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7

We have $$\frac{a_{n}}{a_{n+1}}=\frac{3^n-7}{3^{n+1}-7}\cdot \frac{4^{n+1}+5}{4^n+5}.$$ The ratio $\dfrac{a_n}{a_{n+1}}$ has limit $4/3$ as $n\to\infty$. (Divide top and bottom of the first term on the right by $3^n$, and top and bottom of the second term by $4^n$.) So by the definition of limit there is an $N$ such that if $n\gt N$ then ...

4

Since \begin{align*} \left\| \sum_{k=1}^n (X_k-\mathbb{E}(X_k)) - \sum_{k=1}^m (X_k-\mathbb{E}(X_k)) \right\|_{L^2}^2 &= \left\| \sum_{k=m+1}^n (X_k-\mathbb{E}(X_k)) \right\|_{L^2}^2 \\ &= \sum_{k=m+1}^n \sum_{\ell=m+1}^n \text{cov}(X_k,X_{\ell}) \end{align*} for all $n \geq m$, we find by the Cauchy Schwarz inequality \begin{align*} \left\| ... 3 Calculate a_{n+1}-a_n, then\frac{3^{n+1}-7}{4^{n+1}+5}-\frac{3^n-7}{4^n+5}=\frac{-3^n 4^n +21\cdot 4^n + 10\cdot 3^n}{(4^{n+1}+5)(4^n+5)}. $$If we show -3^n 4^n +21\cdot 4^n + 10\cdot 3^n < 0 for large n, then the proof is over. Since 3^n < 4^n for all n\in\mathbb{N},$$-3^n 4^n +21\cdot 4^n + 10\cdot 3^n < -3^n4^n + 31\cdot ...

2

Hint: Assume $(x_n)$ is C-convergent to $x$. Fix $n > N$. Then for all $\epsilon > 0$ we know that $0 \leq d(x_n,x) < \epsilon$. So $d(x_n,x) \in \cap_{\epsilon > 0} [0,\epsilon) = \{0\}$, which is to say that $x_n = x$. Thus a sequence $(x_n)$ is C-convergent if and only if there exists $x \in \mathbb{R}$ and $N$ such that $x_n = x$ for all $n ... 2 (this proof takes a little longer, but gives a neat bound on the rate of convergence) If you want a universal bound of the form$a_n\le M$, the recursion tells you that you're going to need$M\le M^2+\frac{M}{6}+\frac{1}{9}$, which works out to be equivalent to$(6M-1)(3M-2)\le0$. The lowest bound this allows us to take is$M=\frac{1}{6}$, i.e. that ... 2 This works for sums of$p$th powers of$k$because of the fact that$(n+1)^{p+1}-n^{p+1},$when expanded by the binomial theorem, will have no$n^{p+1}$term, and so when summed only uses powers up to the$p$th power. Also before expanding it, its sum "telescopes" (all terms cancel but two, or all but one if you sum starting at$0.$). Also once you accept ... 1 Here's how you do it! I've attached a picture I found on the internet since typing it takes time. This is a general approach that works for the sum of the$k^{th}$power of n consecutive integers for all possible values of n. Hope it helps :) 1 You need the the assumption that the series$\sum_n a_n$is convergent: otherwise, the quantity$\sum_{k=n+1}^\infty a_k$cannot be manipulated (it is not defined). Furthermore, the inequality that actually holds is in the other direction. See below. Assuming the series$\sum_n a_n$is convergent, you can write: $$\sum_{k=n+1}^\infty a_k = ... 1 Let u=x+A/x so that x^2-u x+A=0, or$$x = \frac{u}{2} \pm \frac12 \sqrt{u^2-4 A} dx = \frac12 \left (1 \pm \frac{u}{\sqrt{u^2-4 A}} \right ) du$$Note that the integration limits provided by the mapping x \mapsto u depend on whether the point x=B is less than or greater than the minimum of u at x=\sqrt{A}. Let's assume the former, i.e., ... 1 Yes. Removing finitely many terms from a sequence does not influence its accumulation points. 1 Your convergence statement is false, because Dirichlet's test assumes monotonicity. Indeed x_n=(-1)^n \frac{1}{n} is in c_0 but \sum_{n=1}^\infty (-1)^n x_n = +\infty. 1 C-convergence is much stronger than convergence. The sentence for every \epsilon>0 and every n>N, d(x_n,x)<\epsilon is the same as for every n>N, x_n=x. 1 Differentiating with respect to n, you get (4^n + 5)(3^n \log3 ) - (3^n - 7)(4^n \log4) \implies 12^n \log(0.75) + 5 · 3^n · \log3 + 7 · 4^n · \log4· \log(0.75) < 0; Therefore, for large n, the derivative is less than 0. Thus, the sequence is decreasing. 1 This is true only if \lvert z\rvert <1. The reason is quite simple and relies on a well known identity from high school:$$1-z^n=(1-z)(1+z+z^2+\dots+z^{n-1})$$which we can rewrite as$$\frac1{1-z}=1+z+z^2+\dots+z^{n-1}+\frac{z^n}{1-z}.$$From this we deduce that$$\biggl\lvert\frac1{1-z}-(1+z+z^2+\dots+z^{n-1})\biggr\rvert=\frac{\bigl\lvert ... 1 Note that$\lim_{n->\infty}{(a_{n}-b_{n})}$can be$0$even if$a_n$and$b_n$do not converge. For instance take$a_n=b_n=(-1)^n.$1 You made a mistake writing the ratio. It should be $$\frac{e^{n+6}}{\sqrt{n+8}(n+4)!} \frac{\sqrt{n+7}(n+3)!}{e^{n+5}} = \frac{e\cdot e^{n+5}}{\sqrt{n+8}(n+4)(n+3)!} \frac{\sqrt{n+7}(n+3)!}{e^{n+5}}$$ not $$\frac{e^{n+6}}{\sqrt{n+8}(n+4)n!} \frac{\sqrt{n+7}(n+3)n!}{e^{n+5}}.$$ The mistake is in that you wrote$(n+k)! = (n+k)n!\$, which is not true.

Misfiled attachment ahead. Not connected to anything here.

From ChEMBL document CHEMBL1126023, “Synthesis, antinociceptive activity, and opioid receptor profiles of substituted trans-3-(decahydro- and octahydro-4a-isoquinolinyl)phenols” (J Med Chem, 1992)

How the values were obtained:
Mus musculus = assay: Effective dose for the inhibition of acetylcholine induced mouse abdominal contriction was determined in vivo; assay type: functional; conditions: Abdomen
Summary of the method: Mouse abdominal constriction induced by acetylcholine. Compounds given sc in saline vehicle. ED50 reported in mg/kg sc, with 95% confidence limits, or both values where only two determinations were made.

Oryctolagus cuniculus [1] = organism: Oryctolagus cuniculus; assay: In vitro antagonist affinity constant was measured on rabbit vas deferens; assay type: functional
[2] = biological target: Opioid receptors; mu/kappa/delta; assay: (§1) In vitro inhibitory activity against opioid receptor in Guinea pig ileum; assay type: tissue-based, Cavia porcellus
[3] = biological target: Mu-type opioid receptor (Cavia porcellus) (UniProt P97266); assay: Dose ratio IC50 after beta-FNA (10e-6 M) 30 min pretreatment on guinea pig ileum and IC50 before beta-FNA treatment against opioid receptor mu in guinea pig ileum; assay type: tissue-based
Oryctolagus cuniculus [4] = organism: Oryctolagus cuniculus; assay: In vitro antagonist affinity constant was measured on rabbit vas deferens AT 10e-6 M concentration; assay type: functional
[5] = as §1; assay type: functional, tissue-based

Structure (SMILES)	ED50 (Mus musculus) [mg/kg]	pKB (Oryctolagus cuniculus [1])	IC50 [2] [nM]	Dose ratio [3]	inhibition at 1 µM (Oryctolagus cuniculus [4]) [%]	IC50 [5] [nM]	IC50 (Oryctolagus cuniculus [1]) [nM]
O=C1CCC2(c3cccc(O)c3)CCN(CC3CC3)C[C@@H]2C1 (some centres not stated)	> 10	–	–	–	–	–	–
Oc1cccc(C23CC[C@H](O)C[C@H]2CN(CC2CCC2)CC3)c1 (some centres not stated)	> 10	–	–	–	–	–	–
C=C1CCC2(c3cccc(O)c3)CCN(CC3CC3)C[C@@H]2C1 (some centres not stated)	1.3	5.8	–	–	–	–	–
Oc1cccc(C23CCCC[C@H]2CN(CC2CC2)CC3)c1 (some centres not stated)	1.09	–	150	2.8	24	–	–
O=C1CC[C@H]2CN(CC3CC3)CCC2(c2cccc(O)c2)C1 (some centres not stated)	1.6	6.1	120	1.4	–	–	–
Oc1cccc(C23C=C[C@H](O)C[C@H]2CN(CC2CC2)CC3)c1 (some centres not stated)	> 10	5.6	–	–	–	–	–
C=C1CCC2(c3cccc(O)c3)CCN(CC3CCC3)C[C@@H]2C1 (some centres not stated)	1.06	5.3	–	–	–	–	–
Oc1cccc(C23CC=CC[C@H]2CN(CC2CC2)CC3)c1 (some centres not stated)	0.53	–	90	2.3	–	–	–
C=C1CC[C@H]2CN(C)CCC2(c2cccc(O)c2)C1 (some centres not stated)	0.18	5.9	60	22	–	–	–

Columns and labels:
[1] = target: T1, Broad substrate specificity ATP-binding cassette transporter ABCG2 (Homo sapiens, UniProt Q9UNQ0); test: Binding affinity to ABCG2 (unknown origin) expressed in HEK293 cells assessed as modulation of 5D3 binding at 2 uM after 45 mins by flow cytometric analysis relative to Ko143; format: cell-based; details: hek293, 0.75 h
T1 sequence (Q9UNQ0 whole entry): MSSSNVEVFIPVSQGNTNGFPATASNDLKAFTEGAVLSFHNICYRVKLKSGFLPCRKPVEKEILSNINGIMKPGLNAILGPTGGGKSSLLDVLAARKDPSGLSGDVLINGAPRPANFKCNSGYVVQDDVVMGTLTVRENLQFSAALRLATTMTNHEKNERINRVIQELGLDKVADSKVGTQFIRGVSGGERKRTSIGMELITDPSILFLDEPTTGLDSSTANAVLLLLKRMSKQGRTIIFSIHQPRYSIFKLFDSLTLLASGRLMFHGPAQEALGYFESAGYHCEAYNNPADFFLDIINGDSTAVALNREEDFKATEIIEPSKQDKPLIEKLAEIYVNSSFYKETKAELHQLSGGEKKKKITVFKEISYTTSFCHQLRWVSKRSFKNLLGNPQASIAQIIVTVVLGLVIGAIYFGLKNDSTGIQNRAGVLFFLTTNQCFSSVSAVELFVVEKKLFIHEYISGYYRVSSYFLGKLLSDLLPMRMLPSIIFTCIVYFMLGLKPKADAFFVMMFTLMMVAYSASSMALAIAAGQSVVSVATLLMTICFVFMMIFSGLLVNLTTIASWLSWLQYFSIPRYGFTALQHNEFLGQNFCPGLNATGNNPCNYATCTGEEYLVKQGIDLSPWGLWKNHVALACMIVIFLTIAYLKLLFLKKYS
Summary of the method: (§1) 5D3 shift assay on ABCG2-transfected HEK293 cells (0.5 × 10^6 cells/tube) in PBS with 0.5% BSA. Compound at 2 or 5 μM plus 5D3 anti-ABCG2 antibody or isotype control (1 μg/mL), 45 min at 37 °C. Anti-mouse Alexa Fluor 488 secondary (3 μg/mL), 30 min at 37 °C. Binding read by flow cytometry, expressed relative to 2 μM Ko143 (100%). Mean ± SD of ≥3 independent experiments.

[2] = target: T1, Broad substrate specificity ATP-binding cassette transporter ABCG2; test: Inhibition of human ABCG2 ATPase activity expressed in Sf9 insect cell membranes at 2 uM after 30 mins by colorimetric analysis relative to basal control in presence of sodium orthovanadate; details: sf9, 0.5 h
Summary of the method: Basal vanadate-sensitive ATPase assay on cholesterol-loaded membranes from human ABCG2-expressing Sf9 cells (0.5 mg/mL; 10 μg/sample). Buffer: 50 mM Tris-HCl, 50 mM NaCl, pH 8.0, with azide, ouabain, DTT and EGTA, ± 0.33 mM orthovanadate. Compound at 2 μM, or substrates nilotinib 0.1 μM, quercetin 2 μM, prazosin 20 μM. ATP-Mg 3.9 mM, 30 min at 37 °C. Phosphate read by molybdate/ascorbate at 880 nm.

1

Note that $$\dfrac{a_{n+1}}{a_n}=\dfrac{\dfrac{e^{n+6}}{(n+4)!\sqrt{n+8}}}{\dfrac{e^{n+5}}{(n+3)!\sqrt{n+7}}}=\dfrac{e\sqrt{n+7}}{(n+4)\sqrt{n+8}}\underbrace{\to}_{n\to \infty} 0.$$

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